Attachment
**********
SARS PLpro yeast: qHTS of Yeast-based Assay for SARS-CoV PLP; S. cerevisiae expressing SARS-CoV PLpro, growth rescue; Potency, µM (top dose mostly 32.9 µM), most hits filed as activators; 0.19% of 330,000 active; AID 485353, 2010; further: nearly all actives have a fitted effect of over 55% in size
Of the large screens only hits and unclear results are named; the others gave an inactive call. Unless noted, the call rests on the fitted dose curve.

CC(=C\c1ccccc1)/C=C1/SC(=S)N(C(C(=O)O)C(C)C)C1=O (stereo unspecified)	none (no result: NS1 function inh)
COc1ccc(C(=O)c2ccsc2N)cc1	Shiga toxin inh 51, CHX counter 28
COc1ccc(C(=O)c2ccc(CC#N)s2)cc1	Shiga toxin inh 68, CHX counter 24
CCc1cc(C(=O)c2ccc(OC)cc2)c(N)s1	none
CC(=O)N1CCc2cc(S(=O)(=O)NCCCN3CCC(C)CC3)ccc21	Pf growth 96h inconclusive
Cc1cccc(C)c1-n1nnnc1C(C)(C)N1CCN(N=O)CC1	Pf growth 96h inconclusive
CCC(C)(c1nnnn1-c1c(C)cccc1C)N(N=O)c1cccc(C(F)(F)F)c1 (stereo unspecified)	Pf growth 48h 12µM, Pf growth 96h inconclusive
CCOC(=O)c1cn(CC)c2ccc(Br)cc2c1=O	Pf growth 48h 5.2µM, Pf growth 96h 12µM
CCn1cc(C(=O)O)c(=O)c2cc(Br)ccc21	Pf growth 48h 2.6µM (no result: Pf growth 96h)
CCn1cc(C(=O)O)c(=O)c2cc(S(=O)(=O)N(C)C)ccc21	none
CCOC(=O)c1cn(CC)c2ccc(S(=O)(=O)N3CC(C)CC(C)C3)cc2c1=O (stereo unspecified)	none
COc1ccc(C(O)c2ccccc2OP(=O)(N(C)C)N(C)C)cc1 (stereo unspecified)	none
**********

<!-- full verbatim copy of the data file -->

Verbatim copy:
SARS PLpro yeast: qHTS of Yeast-based Assay for SARS-CoV PLP; S. cerevisiae expressing SARS-CoV PLpro, growth rescue; Potency, µM (top dose mostly 32.9 µM), most hits filed as activators; 0.19% of 330,000 active; AID 485353, 2010; further: nearly all actives have a fitted effect of over 55% in size
Of the large screens only hits and unclear results are named; the others gave an inactive call. Unless noted, the call rests on the fitted dose curve.

CC(=C\c1ccccc1)/C=C1/SC(=S)N(C(C(=O)O)C(C)C)C1=O (stereo unspecified)	none (no result: NS1 function inh)
COc1ccc(C(=O)c2ccsc2N)cc1	Shiga toxin inh 51, CHX counter 28
COc1ccc(C(=O)c2ccc(CC#N)s2)cc1	Shiga toxin inh 68, CHX counter 24
CCc1cc(C(=O)c2ccc(OC)cc2)c(N)s1	none
CC(=O)N1CCc2cc(S(=O)(=O)NCCCN3CCC(C)CC3)ccc21	Pf growth 96h inconclusive
Cc1cccc(C)c1-n1nnnc1C(C)(C)N1CCN(N=O)CC1	Pf growth 96h inconclusive
CCC(C)(c1nnnn1-c1c(C)cccc1C)N(N=O)c1cccc(C(F)(F)F)c1 (stereo unspecified)	Pf growth 48h 12µM, Pf growth 96h inconclusive
CCOC(=O)c1cn(CC)c2ccc(Br)cc2c1=O	Pf growth 48h 5.2µM, Pf growth 96h 12µM
CCn1cc(C(=O)O)c(=O)c2cc(Br)ccc21	Pf growth 48h 2.6µM (no result: Pf growth 96h)
CCn1cc(C(=O)O)c(=O)c2cc(S(=O)(=O)N(C)C)ccc21	none
CCOC(=O)c1cn(CC)c2ccc(S(=O)(=O)N3CC(C)CC(C)C3)cc2c1=O (stereo unspecified)	none
COc1ccc(C(O)c2ccccc2OP(=O)(N(C)C)N(C)C)cc1 (stereo unspecified)	none